An Easy to Grow Accent Palm
Also known as the Ponytail Palm, the Beaucarnea Recurvata is generally used as a houseplant, though it can also be used for landscaping in outdoor areas. It’s very particular in the zones that it thrives in, doing best in zones 10 and 11. The Ponytail Palm is native to southeastern Mexico.
This Beaucarnea Recurvata is a highly drought resistant plant that does well in full sun, growing very slowly no matter how much water or support it’s given. The Ponytail Palm is also known as “Elephant’s Foot”, due to the trunk resembling that of an elephant’s foot with a wider base and a narrowed trunk as it gets taller. The Ponytail Palm is actually not a palm at all and is considered a succulent because it’s trunk holds water.
You’ll find tufts of leaves growing off this tree with ends that may sometimes look like hair, hence the name “Ponytail”. The Ponytail Palm makes a great house or patio plant and can be kept in a container. With 10 different species out there, this tree doesn’t do well with extreme cold temperatures and must be kept brought indoor during those times. It also requires all of its roots to stay intact if you decide to replant or move it anywhere else.
Caring for your Ponytail Palm
In addition to its visual appeal, the Ponytail Palm’s low-maintenance requirements make it an ideal choice for busy homeowners or those new to gardening. Here’s an in-depth guide to caring for this unique and charming plant.
Place your Ponytail Palm in a bright room where it can receive plenty of indirect sunlight. A south or west-facing window with filtered light through a sheer curtain is perfect. It can also tolerate lower light levels but may grow more slowly. If you live in a warm climate, the Ponytail Palm can be grown outdoors. Select a spot that receives full to partial sun for the best growth.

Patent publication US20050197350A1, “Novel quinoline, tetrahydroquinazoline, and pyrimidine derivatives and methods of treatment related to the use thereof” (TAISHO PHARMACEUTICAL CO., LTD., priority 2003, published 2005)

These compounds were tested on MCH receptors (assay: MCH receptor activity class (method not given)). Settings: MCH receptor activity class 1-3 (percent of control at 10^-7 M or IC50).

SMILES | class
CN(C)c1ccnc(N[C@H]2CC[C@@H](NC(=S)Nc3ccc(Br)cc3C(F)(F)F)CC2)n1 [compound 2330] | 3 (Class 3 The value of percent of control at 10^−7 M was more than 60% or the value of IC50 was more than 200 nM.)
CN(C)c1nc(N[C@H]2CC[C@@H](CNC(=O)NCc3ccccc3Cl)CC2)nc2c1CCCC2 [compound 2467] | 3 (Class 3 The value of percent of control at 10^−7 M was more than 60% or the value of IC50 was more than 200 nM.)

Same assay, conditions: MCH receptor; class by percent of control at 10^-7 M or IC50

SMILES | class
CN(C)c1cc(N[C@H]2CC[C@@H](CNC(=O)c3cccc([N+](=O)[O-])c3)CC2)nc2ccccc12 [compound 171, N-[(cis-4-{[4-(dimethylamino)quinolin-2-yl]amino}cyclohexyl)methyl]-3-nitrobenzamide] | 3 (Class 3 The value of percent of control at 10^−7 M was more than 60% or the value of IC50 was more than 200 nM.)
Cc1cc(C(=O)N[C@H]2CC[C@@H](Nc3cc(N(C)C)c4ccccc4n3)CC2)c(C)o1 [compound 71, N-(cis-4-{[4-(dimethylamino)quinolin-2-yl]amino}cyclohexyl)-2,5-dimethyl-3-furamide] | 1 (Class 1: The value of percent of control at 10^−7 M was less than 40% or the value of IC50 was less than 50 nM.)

Ponytail Palms prefer well-draining soil to prevent root rot. You can use a cactus or succulent mix, or create your own by mixing standard potting soil with sand or perlite. If planting in a container, choose one with drainage holes to allow excess water to escape. A larger pot will encourage more significant growth, while a smaller one will restrict the plant’s size.
The Ponytail Palm’s thick trunk stores water, allowing the plant to withstand periods of drought. It is more susceptible to overwatering than underwatering. During the growing season (spring and summer), water thoroughly when the top 1-2 inches of soil feel dry. In fall and winter, reduce watering to once a month or less.
Outdoor Ponytail Palms generally need more frequent watering, especially in hot weather. However, allow the soil to dry out between watering sessions, and reduce watering in cooler months.
Humidity is typically not a concern for Ponytail Palms, but if the indoor air is exceptionally dry, the occasional misting can be beneficial.
During the growing season, a balanced liquid fertilizer (such as 10-10-10) can be applied every 4-6 weeks. Dilute it to half the recommended strength to prevent over-fertilizing. Avoid fertilizing during the dormant winter months.
Pruning is not usually necessary, but you may trim any dead or yellowing leaves using clean, sharp scissors. If the plant becomes too tall or unruly, you can also trim the top, but be aware that this will likely cause the loss of the “ponytail” appearance.
Pests and Diseases
Ponytail Palms are relatively resistant to pests and diseases. However, overwatering can lead to root rot, so proper watering techniques are crucial. Occasionally, spider mites or mealybugs may infest the plant. Treat with insecticidal soap or neem oil if needed.
Propagation can be done through seeds or by removing and planting offsets, which are the smaller plants that grow at the base of the mother plant. While propagation by seeds is possible, it is a slow process, and using offsets is typically more successful.